Library of Virginia Collects Photographs of Pandemic-Related Signs
Submitted by Library of Virginia
The Library of Virginia is currently collecting images of COVID-19-related signage from the public through a “Signs of the Time: COVID-19 in Virginia” Tumblr page (va-ignsofthetime.tumblr.com). (Images attached)
In the midst of the current pandemic, many Virginia businesses are shutting their doors to slow the spread of COVID-19, while others remain open with reduced hours to provide essential services. It can be a challenge to convey information to the public in such quickly changing circumstances. Often created in haste, these impromptu paper signs are taped to doors and shop windows indicating where to collect or drop-off products, reminding people to practice social distancing, and communicating other safety best practices.
Community photos of these temporary signs will help future generations visualize what life was like for Virginians during the disruption to business and social interaction caused by COVID-19. The Library is not encouraging people to leave home in order to take photos, but rather to help us document signs you might see as you venture out for supplies or takeout food in your Virginia communities.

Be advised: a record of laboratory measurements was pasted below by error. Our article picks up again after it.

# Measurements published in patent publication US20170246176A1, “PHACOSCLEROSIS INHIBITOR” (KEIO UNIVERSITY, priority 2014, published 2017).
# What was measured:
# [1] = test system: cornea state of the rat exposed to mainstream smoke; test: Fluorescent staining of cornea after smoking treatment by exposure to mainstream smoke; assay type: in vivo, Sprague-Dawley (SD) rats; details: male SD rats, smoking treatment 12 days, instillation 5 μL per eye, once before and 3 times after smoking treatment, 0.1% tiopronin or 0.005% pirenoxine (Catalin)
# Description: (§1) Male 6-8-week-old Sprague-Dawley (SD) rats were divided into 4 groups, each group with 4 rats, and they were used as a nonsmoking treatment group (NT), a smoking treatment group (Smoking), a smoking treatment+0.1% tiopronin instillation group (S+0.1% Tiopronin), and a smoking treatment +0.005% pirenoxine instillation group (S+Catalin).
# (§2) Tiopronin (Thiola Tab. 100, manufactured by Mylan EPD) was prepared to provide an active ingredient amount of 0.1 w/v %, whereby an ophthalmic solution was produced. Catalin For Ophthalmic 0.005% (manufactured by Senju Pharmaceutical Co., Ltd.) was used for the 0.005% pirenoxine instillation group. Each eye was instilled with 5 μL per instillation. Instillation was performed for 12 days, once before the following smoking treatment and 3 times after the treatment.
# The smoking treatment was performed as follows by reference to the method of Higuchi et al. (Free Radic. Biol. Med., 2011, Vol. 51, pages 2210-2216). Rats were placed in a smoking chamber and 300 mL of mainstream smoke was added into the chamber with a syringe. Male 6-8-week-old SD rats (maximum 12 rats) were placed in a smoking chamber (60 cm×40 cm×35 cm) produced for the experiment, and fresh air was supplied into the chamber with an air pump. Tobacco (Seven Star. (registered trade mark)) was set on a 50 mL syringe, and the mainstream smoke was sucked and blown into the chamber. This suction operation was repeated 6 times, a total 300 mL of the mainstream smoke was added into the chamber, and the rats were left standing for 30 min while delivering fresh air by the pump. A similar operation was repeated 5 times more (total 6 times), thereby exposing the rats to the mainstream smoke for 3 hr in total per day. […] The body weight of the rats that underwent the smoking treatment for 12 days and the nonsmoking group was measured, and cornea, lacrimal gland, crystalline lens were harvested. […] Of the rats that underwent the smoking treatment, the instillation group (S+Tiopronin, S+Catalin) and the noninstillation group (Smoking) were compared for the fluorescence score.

Photographs of storefronts and signs can be submitted via desktop or mobile device by clicking the “Submit” option in the menu on the Tumblr page. “We chose Tumblr because it’s easy,” said Dale Neighbors, the Library’s Visual Studies Collection coordinator. “It seemed one of the most convenient ways for people to submit their images.”
The Library of Virginia has two main focuses in its COVID-19 collecting. As the archival agency of the commonwealth and home to the records of state and local governments, we want to document the official response and the changing landscape of governmental guidance during the crisis. Secondly, with our strategic focus on civic and community life, we want to collect representative examples of how Virginia communities are affected by the virus.
“For the Visual Studies Collection specifically, I wanted to express through visual imagery how Virginians’ public lives were impacted with the halting of regular business and social interaction,” said Neighbors. “As businesses and restaurants were just beginning to post signs announcing changes in hours and services offered, I wanted to seize the moment before such items, and the memories associated with them, faded away. Photographing these ephemeral signs and submitting them to the Library is a way of preserving history as it’s happening.”
The Library looks forward to a time when COVID-19 signs will be a thing of the past. As Virginia enters phase one of its reopening from the pandemic, many of the original signs are already being removed or altered, but the photographs submitted will serve as a reminder of these times for generations to come.